Around the Island

Reading of play at library shows comedy holding a mirror to a family drama

Holidays mean time spent with family. For some, the prospect may conjure jaunty conversations by a glowing fireside in cozy pajamas. For others, perhaps a bumpy ride, with lots of hazardous track along the toy train route.

Whatever your personal experience, deciphering how people react when thrust together in the family crucible is essential and lifelong. The reading of Jeff Baron’s play, “Brothers-in-Law” on Friday, Dec. 17 at the Shelter Island Library promises a deeply rewarding dive into this process. 

What brings Baron’s brothers-in-law, who may as well hail from separate planets, into the close proximity of their father-in-law’s man cave, is not a celebration, but a funeral — their wives’ mother has died. Despite being married to sisters for 12 years and attending countless family events together, the two men have never really engaged directly with one another before.

Enter and watch the sparks fly.

“I would call ‘Brothers-in-Law’ a populist American comedy. I’m hoping you will see yourself or someone you know in this play,” Mr. Baron said. “I’m very interested in the special place in-laws have in a family. They are a part of things, but one step removed. Sometimes they see the family more clearly than the blood relatives.”

For the upcoming Friday Night Dialogues program, which begins at 7 p.m, the author will read the role of one brother-in-law with Islander John Kaasik playing opposite.

“I’ve been a big fan of the musicals John directed at the Shelter Island School, and I also saw him act in a production of his and his brother’s play ‘The Servant’s Last Serve’ at the Presbyterian Church,” Mr. Baron said.

With theaters mostly dark during the pandemic, the author had the idea to dust off ‘Brothers-in-Law’ and invited Mr. Kaasik to participate in a staging on his back porch. “Our audience of two was enthusiastic, and it made me want to see it with a slightly larger audience,” he said. Once in-person programming resumed at the Shelter Island Library, the Friday Night Dialogues series seemed a perfect next step. “I love our library!” Mr. Baron added.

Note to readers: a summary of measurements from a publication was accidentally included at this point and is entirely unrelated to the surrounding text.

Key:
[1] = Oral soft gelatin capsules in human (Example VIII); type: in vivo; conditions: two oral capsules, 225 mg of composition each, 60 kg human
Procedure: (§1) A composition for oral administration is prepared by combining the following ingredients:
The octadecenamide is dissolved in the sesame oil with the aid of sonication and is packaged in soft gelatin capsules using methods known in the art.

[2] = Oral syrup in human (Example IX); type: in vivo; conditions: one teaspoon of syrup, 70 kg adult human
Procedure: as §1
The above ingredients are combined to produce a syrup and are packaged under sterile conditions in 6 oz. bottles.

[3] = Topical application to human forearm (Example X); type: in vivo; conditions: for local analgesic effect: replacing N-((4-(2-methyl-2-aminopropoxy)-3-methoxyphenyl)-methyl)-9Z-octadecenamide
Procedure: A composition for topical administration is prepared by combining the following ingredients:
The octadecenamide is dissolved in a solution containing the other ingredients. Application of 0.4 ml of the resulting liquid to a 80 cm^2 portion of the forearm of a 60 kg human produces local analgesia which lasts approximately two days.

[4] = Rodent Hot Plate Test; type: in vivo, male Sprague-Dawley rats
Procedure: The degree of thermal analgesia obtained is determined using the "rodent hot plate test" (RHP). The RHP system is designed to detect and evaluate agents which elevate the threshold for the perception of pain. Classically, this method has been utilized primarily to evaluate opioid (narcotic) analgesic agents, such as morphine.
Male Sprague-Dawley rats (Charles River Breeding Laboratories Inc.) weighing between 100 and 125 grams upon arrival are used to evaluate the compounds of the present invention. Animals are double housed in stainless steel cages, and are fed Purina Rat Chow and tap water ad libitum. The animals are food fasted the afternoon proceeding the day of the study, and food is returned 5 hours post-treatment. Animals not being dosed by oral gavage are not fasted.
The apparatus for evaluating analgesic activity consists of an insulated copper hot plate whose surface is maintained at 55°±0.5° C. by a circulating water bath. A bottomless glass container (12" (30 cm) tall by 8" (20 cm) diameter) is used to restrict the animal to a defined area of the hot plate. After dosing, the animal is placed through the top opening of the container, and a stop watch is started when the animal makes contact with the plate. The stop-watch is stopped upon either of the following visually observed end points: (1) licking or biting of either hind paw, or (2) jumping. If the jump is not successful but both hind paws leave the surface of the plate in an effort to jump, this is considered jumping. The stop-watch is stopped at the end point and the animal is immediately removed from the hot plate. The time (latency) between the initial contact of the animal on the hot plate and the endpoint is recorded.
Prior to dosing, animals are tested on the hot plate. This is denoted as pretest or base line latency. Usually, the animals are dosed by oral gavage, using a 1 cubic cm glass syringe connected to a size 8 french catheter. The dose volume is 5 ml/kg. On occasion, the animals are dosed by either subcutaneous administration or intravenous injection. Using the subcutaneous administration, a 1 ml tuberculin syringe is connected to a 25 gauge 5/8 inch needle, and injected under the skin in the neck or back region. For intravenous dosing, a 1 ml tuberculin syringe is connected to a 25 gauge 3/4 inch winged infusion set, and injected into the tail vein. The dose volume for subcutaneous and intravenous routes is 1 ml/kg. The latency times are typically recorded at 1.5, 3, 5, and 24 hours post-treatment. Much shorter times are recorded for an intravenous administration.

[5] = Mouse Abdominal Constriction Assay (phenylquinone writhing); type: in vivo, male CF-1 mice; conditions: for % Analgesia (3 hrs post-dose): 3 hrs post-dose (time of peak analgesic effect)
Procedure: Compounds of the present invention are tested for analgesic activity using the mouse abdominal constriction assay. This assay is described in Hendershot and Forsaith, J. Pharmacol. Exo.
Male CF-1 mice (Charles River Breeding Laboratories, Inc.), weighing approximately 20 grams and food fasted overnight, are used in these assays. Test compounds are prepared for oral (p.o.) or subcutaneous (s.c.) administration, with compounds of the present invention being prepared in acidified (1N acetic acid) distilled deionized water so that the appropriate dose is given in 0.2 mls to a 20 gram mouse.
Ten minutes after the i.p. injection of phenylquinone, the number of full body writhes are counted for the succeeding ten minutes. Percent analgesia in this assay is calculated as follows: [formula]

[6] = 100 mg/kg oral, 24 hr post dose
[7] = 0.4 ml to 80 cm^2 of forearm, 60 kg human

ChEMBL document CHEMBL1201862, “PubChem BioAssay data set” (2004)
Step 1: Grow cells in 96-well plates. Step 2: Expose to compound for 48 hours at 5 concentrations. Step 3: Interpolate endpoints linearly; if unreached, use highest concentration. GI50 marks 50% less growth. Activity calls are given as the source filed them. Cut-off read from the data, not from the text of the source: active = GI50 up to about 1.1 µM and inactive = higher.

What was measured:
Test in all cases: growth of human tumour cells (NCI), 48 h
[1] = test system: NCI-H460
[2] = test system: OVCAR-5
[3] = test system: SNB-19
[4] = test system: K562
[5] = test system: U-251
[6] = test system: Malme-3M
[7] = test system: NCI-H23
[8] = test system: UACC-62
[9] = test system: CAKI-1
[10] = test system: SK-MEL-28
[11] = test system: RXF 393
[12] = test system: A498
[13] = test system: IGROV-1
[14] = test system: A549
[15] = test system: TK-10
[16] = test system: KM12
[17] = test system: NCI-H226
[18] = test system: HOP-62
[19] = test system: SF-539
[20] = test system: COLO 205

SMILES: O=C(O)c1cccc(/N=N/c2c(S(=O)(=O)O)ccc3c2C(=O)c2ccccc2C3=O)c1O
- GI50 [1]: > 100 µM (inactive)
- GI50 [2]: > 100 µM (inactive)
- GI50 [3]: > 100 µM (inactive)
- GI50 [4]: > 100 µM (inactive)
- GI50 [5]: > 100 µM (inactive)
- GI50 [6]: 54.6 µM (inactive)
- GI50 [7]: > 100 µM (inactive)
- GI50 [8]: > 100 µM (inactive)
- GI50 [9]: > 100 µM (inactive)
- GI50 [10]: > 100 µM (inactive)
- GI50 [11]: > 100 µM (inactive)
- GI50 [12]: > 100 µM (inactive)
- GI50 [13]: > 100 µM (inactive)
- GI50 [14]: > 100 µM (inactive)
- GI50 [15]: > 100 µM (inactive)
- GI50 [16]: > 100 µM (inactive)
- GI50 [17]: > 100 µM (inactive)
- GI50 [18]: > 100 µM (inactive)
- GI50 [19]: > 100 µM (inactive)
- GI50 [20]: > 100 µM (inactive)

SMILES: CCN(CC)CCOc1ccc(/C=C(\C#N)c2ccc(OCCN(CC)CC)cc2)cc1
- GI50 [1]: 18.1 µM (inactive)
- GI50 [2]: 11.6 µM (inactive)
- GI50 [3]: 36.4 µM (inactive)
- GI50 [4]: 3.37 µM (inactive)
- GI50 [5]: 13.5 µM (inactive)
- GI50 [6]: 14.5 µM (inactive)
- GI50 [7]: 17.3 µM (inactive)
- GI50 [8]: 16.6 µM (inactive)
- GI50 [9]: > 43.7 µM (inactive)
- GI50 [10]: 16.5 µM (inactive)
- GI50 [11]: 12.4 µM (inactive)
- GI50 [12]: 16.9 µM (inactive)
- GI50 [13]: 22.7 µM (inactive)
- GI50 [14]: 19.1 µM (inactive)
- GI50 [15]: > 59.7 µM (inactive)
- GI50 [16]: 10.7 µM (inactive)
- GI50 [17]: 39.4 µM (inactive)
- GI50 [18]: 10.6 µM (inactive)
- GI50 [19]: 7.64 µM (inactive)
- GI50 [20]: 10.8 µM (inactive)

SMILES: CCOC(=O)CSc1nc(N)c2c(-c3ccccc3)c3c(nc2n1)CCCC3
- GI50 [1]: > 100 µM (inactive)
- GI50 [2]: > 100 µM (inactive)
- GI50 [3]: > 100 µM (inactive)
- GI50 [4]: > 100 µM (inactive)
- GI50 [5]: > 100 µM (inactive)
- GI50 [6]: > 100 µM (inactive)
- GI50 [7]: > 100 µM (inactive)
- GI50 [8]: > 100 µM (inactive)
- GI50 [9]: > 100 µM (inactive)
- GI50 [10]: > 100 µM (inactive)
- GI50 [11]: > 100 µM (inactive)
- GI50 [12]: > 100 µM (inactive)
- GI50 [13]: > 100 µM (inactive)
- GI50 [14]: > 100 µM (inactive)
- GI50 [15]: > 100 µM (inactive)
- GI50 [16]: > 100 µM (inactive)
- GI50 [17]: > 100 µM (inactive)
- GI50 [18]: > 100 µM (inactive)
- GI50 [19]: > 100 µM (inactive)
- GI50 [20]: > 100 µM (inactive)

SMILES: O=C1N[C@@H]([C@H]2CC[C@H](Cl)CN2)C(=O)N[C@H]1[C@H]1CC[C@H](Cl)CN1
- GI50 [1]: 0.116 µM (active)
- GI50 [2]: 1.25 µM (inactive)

Splitting time between Manhattan and Shelter Island, he is a playwright, novelist and screenwriter whose dynamic work holds wide appeal. His best known play, “Visiting Mr. Green,” starring Eli Wallach, ran for a year at New York’s Union Square Theater, and won Best Play awards in Greece, Mexico, Israel, Uruguay, Turkey and Germany, as well as Best Play nominations in Buenos Aires, Paris and New York. Mr. Baron’s acclaimed middle-grade novels, “I Represent Sean Rosen” and “Sean Rosen is Not for Sale,” published by Harper Collins, led the author to a decade of collaboration with educators at a Westchester middle school in which he mentors students through media-making projects.

“Searching with them to find solutions for their dramatic work helps my own creative process,” Mr. Baron said.

In a similar vein of “give and take,” attendees at the library’s presentation of the play will have an opportunity to participate in a brief discussion afterward with Mr. Baron and Mr. Kaasik. The hope is that everyone comes away restored by the return of a little theater magic and equipped with new insights, handy for family gatherings on the holiday horizon and beyond.

Seating is limited to 24, so please register in advance by visiting the events calendar on the library website at For further information or assistance, contact Jocelyn Ozolins via email at [email protected] or by phone at 631-749-0042. Please note that the play involves adult language and masks are required. All library programs are free to the public; however, donations are gratefully accepted.

Next Up: Jan. 14, 7 p.m.  “Hard Work: My Life as a Clammer on the Great South Bay” with Steve Kuhn.